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Museum Exhibition Accused Of Using Corpses Of Executed Chinese Political Prisoners

Some doctors believe these bodies were not willingly donated.


Real Bodies: The Exhibition, an exhibit in Sydney that shows preserved cadavers, aims to show people how the human body functions. However, concerned doctors fear that the bodies displayed actually belonged to Chinese political prisoners that were executed.

The bodies in the gruesome exhibit were skinned exposing organs, muscles, tendons and bones and some doctors believe that they belonged to people who did not willingly donate them.

Real Bodies: The Exhibition will open on April 14 at Byron Kennedy Hall, Sydney, Australia.

Preserved cadavers are believed to belong to Chinese political prisoners.

According to Sophia Bryskine, a spokeswoman for Doctors Against Forced Organ Harvesting (DAFOH), there have been questions about where the body came from but there is reason to believe that the bodies came from China’s prisons.

These bodies could be from tortured or death row prisoners.

Prisoners were most likely Falun Gong practitioners, Bryskine said.

In the 90s, thousands of people were sent to the worst jails in China for practicing the Buddhist-style religion, Falun Gong. People who refused to leave behind their practices were abused, brutally tortured or even killed. Tom Zaller, president of Imagine Exhibitions, refutes the claims that the cadavers were once Chinese political prisoners from China.

Zaller described the claims to be “unfounded” and “offensive.”

Zaller, however, could not provide evidence of the bodies’ origins.

Zaller confirmed that the bodies came from China but could not show documents to prove the identities of the cadavers or provide evidence that the people had agreed to donate their bodies when they die.

The cadavers came from China’s Dalian Medical University Biology Plantation.

Dalian Medical University’s Hong Jin Sui, an anatomy professor, explained that there is no foul play involved in the acquisition of the specimens.

“The specimens were legally donated to the Dalian Hoffen Bio-technique Laboratory for preservation, dissection and exhibition. We only accept specimens that have been legally donated, are free of infectious disease and certified to have died of natural causes.”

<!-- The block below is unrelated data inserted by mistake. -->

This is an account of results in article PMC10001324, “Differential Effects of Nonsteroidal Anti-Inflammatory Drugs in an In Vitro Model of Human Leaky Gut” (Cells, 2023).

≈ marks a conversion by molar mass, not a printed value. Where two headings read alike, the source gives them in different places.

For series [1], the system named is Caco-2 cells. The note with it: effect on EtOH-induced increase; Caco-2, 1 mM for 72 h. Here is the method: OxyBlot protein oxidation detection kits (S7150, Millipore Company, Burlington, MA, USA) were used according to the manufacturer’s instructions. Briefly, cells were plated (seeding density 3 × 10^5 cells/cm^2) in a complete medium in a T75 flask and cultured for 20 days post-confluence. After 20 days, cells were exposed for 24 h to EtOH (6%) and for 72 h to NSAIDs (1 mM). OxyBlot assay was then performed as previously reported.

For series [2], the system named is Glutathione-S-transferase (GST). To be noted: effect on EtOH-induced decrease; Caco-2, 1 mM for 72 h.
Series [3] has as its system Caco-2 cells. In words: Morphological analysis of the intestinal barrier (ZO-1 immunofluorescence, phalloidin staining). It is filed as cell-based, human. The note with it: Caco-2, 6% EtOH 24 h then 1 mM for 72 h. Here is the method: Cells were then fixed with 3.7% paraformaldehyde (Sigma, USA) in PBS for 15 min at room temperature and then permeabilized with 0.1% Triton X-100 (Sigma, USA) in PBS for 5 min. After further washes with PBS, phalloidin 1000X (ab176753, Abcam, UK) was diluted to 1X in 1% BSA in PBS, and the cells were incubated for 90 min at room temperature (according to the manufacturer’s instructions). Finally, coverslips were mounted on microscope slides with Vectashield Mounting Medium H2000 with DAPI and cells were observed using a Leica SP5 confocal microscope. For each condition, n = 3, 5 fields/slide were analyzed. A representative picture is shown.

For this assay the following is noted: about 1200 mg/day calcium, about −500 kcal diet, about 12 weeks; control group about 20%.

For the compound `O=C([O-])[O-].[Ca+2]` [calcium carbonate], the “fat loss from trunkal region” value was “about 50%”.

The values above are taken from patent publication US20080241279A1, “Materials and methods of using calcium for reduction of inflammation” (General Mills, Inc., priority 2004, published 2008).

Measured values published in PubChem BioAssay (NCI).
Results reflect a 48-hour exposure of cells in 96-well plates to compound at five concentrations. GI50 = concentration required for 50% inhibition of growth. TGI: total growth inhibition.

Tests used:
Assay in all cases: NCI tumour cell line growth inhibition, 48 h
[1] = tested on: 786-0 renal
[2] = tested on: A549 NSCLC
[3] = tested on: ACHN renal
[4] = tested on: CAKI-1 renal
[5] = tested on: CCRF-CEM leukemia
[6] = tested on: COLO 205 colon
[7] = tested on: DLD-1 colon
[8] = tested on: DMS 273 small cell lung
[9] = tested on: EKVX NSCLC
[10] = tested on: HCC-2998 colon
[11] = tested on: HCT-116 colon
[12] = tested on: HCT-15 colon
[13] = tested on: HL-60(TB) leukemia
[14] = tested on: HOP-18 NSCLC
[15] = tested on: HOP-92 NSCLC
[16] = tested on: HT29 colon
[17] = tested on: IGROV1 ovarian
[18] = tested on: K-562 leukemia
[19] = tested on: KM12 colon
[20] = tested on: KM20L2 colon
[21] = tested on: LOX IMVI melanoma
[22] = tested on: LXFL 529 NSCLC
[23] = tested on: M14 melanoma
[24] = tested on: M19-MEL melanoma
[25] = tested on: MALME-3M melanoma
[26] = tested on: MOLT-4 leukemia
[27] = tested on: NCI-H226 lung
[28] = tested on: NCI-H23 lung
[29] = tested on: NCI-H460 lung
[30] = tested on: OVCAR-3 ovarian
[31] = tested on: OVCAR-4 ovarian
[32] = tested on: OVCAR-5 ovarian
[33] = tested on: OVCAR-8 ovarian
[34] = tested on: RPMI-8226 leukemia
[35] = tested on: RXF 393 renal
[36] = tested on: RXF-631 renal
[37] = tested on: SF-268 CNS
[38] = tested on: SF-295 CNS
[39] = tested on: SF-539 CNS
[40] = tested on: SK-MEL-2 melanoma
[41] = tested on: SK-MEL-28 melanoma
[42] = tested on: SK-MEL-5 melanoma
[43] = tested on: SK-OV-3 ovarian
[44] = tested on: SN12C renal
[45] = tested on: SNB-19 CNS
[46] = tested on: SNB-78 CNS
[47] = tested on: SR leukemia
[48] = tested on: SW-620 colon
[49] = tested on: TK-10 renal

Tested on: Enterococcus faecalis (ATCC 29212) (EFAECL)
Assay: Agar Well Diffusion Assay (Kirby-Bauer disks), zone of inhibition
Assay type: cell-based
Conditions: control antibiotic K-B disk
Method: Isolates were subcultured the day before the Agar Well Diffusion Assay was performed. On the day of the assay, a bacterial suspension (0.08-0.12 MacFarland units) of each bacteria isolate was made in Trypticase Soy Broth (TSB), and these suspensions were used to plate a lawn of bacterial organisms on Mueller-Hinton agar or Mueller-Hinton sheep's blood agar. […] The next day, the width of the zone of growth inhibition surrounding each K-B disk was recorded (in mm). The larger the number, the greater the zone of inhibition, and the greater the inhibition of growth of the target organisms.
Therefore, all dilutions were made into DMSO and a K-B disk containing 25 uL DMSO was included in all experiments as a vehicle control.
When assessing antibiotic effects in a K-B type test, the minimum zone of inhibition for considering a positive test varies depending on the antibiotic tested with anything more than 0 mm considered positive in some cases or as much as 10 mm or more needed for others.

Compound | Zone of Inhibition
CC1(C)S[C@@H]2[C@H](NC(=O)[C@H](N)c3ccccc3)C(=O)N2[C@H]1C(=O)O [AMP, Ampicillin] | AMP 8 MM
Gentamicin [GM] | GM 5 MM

One Chinese student happened to share the same sentiments as the concerned doctors, writing about the doubts of the origins of the cadavers in the exhibit. The post read:

“Our tiny, amateurish medical college in Changchun somehow has more bodies and organ specimens than Waseda University in Tokyo. How is it possible that we have accumulated so many corpses and organ specimens in recent years after the Cultural Revolution? I asked the teacher whether these bodies were donated, but the teacher told me not to ask. Later I discovered that in the suburb and district of Changchun there is a corpse processing plant. Today in China, do we really have so many cadavers from voluntary donors, so many that we need corpse plants?”

There had been pleas to ban the exhibit from showing in other countries.

In 2017, doctors and non-profit organizations in Czech Republic tried to have the exhibition banned in Prague.

The group wanted the exhibition organizers to provide the documents from donors of the specimens.

The documents should show the donors’ approvals.

The authorities, however, rejected the ban suggestion.

Meanwhile, other research stated that many more bodies from China have been handed over for scientific purposes or sold worldwide than there are actual bodies donated. A 2016 report titled “Bloody Harvest/The Slaughter” stated that “trafficking in human cadavers has become a business.”

"Plastinated specimens are publicly priced and traded," the report stated.

Researchers who produced the report are concerned that claims by organizers of the exhibit may be false.


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